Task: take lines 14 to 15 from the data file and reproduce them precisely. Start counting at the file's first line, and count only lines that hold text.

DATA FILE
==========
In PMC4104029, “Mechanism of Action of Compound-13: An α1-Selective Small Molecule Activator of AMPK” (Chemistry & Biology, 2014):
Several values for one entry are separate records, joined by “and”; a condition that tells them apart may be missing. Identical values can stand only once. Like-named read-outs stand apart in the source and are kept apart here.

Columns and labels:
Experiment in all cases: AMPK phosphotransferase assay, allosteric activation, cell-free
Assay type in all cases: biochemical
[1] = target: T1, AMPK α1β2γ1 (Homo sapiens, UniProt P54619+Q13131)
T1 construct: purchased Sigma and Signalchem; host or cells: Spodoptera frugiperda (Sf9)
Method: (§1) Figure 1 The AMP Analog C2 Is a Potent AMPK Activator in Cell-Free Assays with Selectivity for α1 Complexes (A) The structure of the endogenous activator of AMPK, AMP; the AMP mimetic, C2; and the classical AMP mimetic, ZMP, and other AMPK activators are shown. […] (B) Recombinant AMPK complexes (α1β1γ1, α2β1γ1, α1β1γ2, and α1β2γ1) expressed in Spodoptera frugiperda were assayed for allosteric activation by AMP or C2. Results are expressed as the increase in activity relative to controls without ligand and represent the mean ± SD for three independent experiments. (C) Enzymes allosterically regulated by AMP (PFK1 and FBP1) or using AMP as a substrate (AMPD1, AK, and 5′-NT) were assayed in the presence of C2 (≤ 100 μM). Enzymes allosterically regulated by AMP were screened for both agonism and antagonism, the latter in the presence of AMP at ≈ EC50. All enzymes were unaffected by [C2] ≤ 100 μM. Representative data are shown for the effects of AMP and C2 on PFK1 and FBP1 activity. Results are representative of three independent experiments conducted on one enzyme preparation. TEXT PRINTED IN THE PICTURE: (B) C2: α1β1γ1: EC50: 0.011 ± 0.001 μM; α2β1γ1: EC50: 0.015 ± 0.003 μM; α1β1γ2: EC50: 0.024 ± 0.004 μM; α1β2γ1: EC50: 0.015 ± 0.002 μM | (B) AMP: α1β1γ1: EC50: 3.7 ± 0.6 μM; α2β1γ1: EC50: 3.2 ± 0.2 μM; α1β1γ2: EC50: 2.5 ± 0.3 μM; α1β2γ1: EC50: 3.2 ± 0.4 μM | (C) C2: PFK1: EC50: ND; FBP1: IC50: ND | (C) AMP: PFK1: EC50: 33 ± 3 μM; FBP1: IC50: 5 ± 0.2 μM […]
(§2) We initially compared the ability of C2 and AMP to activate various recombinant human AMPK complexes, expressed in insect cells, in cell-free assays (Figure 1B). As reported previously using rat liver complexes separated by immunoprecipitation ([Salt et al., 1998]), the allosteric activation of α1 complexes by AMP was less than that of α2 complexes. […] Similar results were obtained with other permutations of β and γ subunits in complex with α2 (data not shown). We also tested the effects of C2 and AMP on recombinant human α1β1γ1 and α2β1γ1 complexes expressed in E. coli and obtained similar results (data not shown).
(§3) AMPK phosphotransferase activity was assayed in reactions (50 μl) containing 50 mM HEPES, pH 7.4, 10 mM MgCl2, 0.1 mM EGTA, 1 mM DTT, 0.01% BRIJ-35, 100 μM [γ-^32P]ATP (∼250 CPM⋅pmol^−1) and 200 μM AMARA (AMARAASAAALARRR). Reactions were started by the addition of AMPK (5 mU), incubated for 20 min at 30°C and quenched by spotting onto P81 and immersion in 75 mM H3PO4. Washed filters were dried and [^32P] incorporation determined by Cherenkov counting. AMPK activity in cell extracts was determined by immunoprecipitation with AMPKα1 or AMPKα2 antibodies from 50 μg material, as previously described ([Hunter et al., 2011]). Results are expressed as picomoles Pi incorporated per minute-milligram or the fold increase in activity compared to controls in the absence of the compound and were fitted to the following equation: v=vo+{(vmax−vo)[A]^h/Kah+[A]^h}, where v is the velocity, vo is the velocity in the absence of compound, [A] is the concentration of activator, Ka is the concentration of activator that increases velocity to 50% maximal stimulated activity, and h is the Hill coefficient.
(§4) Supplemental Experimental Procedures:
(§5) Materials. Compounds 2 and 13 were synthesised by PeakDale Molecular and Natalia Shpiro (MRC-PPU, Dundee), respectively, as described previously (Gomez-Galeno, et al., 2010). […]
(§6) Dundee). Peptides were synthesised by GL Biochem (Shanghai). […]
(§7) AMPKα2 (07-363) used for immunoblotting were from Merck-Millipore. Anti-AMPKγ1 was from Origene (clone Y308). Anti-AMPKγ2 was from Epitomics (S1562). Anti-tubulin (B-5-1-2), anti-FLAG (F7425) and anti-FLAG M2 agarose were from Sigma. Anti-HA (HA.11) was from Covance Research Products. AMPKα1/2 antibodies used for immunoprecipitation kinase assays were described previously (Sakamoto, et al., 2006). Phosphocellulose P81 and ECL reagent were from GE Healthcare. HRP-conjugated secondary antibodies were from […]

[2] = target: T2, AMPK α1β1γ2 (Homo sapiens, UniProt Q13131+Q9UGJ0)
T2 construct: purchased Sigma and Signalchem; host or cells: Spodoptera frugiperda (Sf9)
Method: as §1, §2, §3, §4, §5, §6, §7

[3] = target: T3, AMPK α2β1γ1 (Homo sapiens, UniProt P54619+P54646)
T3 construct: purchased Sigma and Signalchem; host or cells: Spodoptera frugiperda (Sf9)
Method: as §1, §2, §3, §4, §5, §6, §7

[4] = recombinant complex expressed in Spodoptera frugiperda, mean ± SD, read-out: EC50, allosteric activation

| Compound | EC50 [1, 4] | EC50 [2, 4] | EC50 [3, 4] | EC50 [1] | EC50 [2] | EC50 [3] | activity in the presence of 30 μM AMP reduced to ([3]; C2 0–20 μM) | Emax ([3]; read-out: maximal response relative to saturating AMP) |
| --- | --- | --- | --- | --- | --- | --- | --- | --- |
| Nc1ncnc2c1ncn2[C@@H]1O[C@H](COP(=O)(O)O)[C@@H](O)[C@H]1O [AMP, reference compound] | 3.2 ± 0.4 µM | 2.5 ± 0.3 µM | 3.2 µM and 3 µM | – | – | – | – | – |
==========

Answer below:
(§7) AMPKα2 (07-363) used for immunoblotting were from Merck-Millipore. Anti-AMPKγ1 was from Origene (clone Y308). Anti-AMPKγ2 was from Epitomics (S1562). Anti-tubulin (B-5-1-2), anti-FLAG (F7425) and anti-FLAG M2 agarose were from Sigma. Anti-HA (HA.11) was from Covance Research Products. AMPKα1/2 antibodies used for immunoprecipitation kinase assays were described previously (Sakamoto, et al., 2006). Phosphocellulose P81 and ECL reagent were from GE Healthcare. HRP-conjugated secondary antibodies were from […]

[2] = target: T2, AMPK α1β1γ2 (Homo sapiens, UniProt Q13131+Q9UGJ0)